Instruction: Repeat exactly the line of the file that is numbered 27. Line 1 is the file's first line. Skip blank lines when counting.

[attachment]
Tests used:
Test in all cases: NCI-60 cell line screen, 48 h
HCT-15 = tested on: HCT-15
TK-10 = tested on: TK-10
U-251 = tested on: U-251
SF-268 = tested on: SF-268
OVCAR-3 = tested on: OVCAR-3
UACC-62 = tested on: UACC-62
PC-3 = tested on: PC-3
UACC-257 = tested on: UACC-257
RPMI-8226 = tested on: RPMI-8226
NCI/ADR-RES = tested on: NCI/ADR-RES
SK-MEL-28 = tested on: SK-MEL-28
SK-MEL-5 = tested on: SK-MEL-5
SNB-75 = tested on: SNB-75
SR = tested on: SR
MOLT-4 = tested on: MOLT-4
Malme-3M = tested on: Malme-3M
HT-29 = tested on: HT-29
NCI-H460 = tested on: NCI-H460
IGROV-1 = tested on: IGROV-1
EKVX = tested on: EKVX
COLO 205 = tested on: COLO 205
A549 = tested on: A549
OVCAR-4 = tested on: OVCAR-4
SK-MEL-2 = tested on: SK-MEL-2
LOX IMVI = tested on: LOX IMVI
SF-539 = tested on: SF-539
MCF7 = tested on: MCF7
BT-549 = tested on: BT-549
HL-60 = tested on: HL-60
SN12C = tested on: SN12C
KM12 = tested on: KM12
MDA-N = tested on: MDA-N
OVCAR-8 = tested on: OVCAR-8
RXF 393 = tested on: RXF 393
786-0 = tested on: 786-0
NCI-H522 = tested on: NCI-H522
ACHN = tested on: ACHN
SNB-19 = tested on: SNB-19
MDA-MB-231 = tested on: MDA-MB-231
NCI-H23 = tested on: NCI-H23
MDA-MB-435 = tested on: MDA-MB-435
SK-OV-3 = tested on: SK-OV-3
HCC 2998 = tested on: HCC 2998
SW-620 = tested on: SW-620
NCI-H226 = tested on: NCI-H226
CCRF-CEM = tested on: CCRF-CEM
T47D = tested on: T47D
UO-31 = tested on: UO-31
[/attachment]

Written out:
LOX IMVI = tested on: LOX IMVI